An illustrative example is a comparison between industrial farming and organic farming. The former, by relying on chemical fertilizer, economies of scale and mechanization, has driven its business costs down far enough to undercut other farmers on price. This has made small-scale farming uneconomical in many parts of the world. However, industrial farming has a high external cost and results in the scourge of over-consumption and food wastage (which, if it were a country, would be the third largest emitter of carbon emissions). It has transformed diets and eating habits: industrial corn and soya bean farming in the United States is the classic example of this, which led to the world being flooded with junk snacks. Organic farming, on the other hand, relies on intense labor and natural inputs to achieve smaller yields than industrial farming, with higher business costs yet lower external costs.
If we are to understand how our economy actually consumes resources, we need a more honest assessment of how ‘productive’ it actually is.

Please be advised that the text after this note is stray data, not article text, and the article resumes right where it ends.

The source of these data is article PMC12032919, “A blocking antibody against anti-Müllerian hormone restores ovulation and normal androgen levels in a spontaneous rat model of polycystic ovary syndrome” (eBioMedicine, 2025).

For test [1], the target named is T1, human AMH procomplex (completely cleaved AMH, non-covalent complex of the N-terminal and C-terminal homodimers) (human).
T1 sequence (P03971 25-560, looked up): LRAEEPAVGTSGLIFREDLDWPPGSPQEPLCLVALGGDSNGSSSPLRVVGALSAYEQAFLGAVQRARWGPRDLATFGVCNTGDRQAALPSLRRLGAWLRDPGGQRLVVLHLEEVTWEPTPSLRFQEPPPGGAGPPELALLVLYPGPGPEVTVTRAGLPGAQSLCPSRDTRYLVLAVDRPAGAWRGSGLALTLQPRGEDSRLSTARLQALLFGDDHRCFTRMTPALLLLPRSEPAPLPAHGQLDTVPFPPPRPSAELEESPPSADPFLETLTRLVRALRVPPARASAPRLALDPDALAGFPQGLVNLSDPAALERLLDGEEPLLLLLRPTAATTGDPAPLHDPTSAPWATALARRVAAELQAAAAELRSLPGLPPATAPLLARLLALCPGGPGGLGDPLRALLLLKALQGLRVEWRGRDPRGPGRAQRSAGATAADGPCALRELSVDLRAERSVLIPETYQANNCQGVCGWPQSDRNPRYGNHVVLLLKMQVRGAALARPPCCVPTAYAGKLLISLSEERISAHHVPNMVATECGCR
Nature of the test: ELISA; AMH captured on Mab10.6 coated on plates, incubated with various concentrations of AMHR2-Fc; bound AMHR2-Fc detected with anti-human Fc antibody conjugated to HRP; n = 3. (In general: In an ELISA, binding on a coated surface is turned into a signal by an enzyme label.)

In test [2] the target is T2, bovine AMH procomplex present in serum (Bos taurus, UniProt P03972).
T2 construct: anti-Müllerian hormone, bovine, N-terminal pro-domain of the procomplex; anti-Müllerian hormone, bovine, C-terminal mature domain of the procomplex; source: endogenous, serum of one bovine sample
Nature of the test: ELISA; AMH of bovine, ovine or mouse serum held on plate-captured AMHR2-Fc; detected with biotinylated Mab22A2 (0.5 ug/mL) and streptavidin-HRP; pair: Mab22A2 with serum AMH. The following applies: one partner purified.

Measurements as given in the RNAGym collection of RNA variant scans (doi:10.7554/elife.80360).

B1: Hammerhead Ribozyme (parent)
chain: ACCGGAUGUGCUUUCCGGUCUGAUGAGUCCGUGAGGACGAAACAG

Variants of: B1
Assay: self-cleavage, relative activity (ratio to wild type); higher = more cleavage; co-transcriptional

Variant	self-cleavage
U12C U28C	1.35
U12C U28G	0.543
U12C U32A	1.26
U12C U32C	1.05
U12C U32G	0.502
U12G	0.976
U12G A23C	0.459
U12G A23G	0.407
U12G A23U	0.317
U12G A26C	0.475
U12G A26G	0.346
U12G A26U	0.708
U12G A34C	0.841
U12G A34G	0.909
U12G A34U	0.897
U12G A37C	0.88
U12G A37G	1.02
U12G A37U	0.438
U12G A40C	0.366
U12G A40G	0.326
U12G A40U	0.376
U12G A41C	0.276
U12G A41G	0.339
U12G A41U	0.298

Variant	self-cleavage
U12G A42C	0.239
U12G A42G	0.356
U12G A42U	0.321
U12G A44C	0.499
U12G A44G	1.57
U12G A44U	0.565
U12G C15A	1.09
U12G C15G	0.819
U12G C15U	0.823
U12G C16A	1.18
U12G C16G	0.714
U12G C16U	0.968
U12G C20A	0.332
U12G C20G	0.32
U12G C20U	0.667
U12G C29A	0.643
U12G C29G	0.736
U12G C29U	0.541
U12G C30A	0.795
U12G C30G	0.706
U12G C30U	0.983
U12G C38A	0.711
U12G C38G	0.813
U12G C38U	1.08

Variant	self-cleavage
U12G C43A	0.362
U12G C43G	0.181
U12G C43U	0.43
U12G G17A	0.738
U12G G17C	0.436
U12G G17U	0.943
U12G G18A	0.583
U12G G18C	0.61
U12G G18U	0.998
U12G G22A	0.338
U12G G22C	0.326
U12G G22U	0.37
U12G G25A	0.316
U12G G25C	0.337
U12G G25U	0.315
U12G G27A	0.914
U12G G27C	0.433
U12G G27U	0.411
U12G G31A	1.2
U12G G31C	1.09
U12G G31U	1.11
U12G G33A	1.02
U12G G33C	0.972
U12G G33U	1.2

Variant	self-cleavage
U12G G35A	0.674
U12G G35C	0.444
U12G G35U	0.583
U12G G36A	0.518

Our narrow view of productivity would deem industrial farming more productive than organic farming, due to its ability to produce more food for less. However, industrial farming has significant social and environmental repercussions. Fertilizer runoff can pollute water sources, endangering sources of drinking water and encouraging the growth of harmful algae blooms. The monocultures grown by industrial farms — necessary to achieve scale — lead to soil exhaustion, requiring agribusinesses to use even more fertilizer to replenish the soil. The mechanization and automation of some farming tasks lowers employment in the area, which in turn has economic effects on the wider community. Finally, large industrial farms need more and more land to lower costs even further, pushing smallholder farmers off their property (sometimes illegally). If any of these costs were tabulated and included, the industrial farm would no longer seem as “productive” as the smaller and slower, yet cleaner and employment-generating, organic farm.